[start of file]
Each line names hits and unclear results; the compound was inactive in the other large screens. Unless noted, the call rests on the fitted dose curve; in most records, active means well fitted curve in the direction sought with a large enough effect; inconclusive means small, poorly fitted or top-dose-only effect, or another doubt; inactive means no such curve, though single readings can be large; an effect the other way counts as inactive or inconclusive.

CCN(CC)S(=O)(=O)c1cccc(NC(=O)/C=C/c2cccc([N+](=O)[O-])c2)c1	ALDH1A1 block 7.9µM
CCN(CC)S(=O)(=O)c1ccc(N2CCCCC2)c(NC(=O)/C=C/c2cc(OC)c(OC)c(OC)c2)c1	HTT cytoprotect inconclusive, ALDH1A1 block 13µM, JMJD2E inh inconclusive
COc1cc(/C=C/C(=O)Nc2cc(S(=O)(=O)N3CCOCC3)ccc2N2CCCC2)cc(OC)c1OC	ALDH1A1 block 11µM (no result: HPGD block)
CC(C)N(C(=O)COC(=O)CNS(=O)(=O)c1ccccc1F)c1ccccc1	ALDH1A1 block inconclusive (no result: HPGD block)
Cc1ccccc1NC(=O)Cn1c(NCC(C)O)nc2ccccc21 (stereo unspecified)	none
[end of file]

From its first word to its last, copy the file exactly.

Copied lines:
Each line names hits and unclear results; the compound was inactive in the other large screens. Unless noted, the call rests on the fitted dose curve; in most records, active means well fitted curve in the direction sought with a large enough effect; inconclusive means small, poorly fitted or top-dose-only effect, or another doubt; inactive means no such curve, though single readings can be large; an effect the other way counts as inactive or inconclusive.

CCN(CC)S(=O)(=O)c1cccc(NC(=O)/C=C/c2cccc([N+](=O)[O-])c2)c1	ALDH1A1 block 7.9µM
CCN(CC)S(=O)(=O)c1ccc(N2CCCCC2)c(NC(=O)/C=C/c2cc(OC)c(OC)c(OC)c2)c1	HTT cytoprotect inconclusive, ALDH1A1 block 13µM, JMJD2E inh inconclusive
COc1cc(/C=C/C(=O)Nc2cc(S(=O)(=O)N3CCOCC3)ccc2N2CCCC2)cc(OC)c1OC	ALDH1A1 block 11µM (no result: HPGD block)
CC(C)N(C(=O)COC(=O)CNS(=O)(=O)c1ccccc1F)c1ccccc1	ALDH1A1 block inconclusive (no result: HPGD block)
Cc1ccccc1NC(=O)Cn1c(NCC(C)O)nc2ccccc21 (stereo unspecified)	none